# What are the reasons that researchers in computational geometry prefer the BSS/real-RAM model?

### Background

The computation over real numbers are more complicated than computation over natural numbers, since real numbers are infinite objects and there are uncountably many real numbers, therefore real numbers can not be faithfully represented by finite strings over a finite alphabet.

Unlike the classical computability over finite strings where different models of computation like: lambda calculus, Turing machines, recursive functions, ... turn out to be equivalent (at least for computability over functions on strings), there are various proposed models for computation over real numbers which are not compatible. For example, in the TTE model (see also [Wei00]) which is the closest one to the classical Turing machine model, the real numbers are represented using infinite input tapes (like Turing's oracles) and it is not possible to decide the comparison and equality relations between two given real numbers (in finite amount of time). On the other hand in the BBS/real-RAM models which are similar to RAM machine model, we have variables that can store arbitrary real numbers, and comparison and equality are among the atomic operations of the model. For this and similar reasons many experts say that the BSS/real-RAM models are not realistic (cannot be implemented, at least not on current digital computers), and they prefer the TTE or other equivalent models to TTE like effective domain theoretic model, Ko-Friedman model, etc.

If I understood correctly, the default model of computation which is used in Computational Geometry is the BSS (a.k.a. real-RAM, see [BCSS98]) model.

On the other hand, it seems to me that in the implementation of the algorithms in Computational Geometry (e.g. LEDA), we are only dealing with algebraic numbers and no higher-type infinite objects or computations are involved (is this correct?). So it appears to me (probably naively) that one can also use the classical model of computation over finite strings to deal with these numbers and use the usual model of computation (which is also used for implementation of the algorithms) to discuss correctness and complexity of algorithms.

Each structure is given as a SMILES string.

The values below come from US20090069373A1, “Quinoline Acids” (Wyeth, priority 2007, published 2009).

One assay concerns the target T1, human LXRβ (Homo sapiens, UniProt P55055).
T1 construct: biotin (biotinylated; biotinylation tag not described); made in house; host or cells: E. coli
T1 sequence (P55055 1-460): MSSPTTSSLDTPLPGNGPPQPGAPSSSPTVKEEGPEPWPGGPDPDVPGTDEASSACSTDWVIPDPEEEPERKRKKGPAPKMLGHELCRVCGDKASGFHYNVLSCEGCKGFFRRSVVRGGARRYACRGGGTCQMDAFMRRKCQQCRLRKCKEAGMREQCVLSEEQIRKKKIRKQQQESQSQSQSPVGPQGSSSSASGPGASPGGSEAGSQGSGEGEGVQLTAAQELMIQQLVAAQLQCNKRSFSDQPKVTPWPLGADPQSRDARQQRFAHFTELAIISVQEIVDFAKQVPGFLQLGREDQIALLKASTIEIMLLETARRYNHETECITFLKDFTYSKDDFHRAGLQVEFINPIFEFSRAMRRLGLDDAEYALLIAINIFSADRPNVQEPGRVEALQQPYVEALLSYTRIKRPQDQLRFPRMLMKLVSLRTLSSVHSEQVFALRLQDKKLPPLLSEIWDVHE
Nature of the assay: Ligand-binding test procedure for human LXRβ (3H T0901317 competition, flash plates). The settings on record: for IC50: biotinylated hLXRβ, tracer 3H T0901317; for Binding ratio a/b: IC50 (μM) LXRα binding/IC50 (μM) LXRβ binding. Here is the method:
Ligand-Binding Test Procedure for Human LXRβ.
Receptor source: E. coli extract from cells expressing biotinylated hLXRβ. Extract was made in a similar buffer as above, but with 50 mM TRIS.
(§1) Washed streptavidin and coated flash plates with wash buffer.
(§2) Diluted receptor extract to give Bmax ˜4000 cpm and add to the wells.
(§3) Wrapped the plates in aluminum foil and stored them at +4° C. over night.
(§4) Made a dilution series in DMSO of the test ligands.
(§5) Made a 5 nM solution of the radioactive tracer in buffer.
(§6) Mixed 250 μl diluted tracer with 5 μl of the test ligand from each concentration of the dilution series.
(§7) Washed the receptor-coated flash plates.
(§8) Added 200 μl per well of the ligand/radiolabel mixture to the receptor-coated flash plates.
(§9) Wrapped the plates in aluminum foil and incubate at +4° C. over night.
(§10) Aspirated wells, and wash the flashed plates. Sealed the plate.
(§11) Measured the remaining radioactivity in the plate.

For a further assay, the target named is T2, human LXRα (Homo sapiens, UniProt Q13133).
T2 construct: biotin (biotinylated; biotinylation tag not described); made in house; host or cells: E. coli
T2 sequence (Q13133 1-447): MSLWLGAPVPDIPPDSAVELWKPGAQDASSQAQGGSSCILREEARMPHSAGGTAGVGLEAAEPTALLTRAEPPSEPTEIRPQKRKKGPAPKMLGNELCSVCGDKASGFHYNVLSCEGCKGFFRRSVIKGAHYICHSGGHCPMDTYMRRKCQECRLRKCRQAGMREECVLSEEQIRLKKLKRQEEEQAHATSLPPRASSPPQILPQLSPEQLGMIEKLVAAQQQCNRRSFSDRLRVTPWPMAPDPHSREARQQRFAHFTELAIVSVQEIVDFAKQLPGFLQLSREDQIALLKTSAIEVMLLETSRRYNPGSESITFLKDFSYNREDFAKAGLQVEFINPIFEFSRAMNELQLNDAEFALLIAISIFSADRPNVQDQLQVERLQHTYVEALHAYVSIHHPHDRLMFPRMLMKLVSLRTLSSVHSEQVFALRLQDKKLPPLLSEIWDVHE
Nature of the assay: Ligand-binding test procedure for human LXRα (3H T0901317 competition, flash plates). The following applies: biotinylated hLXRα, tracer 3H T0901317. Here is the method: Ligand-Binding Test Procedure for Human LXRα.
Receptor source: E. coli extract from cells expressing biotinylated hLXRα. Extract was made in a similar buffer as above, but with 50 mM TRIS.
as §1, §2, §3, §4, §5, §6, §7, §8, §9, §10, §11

### Questions:

What are the reasons that researchers in Computational Geometry prefer to use the BSS/real-RAM model? (reasons specific Computational Geometry for using the BSS/real-RAM model)

What are the problems with the (probably naive) idea that I have mentioned in the previous paragraph? (using the classic model of computation and restricting the inputs to algebraic numbers in Computational Geometry)

There is also the complexity of algorithms issue, it is very easy to decide the following problem in the BSS/real-RAM model:

Given two sets $$S$$ and $$T$$ of positive integers,
is $$\sum_{s\in S} \sqrt{s} > \sum_{t\in T}\sqrt{t}$$?

While no efficient integer-RAM algorithm is known for solving it. Thanks to JeffE for the example.

References:

1. Lenore Blum, Felipe Cucker, Michael Shub, and Stephen Smale, "Complexity and Real Computation", 1998
2. Klaus Weihrauch, "Computable Analysis, An Introduction", 2000
• By the way, in case it isn't obvious, the sum of square roots problem has a very natural geometric interpretation: it is what you need to solve if you want to compare the lengths of two polygonal paths with integer-coordinate vertices. – David Eppstein Oct 12 '10 at 6:53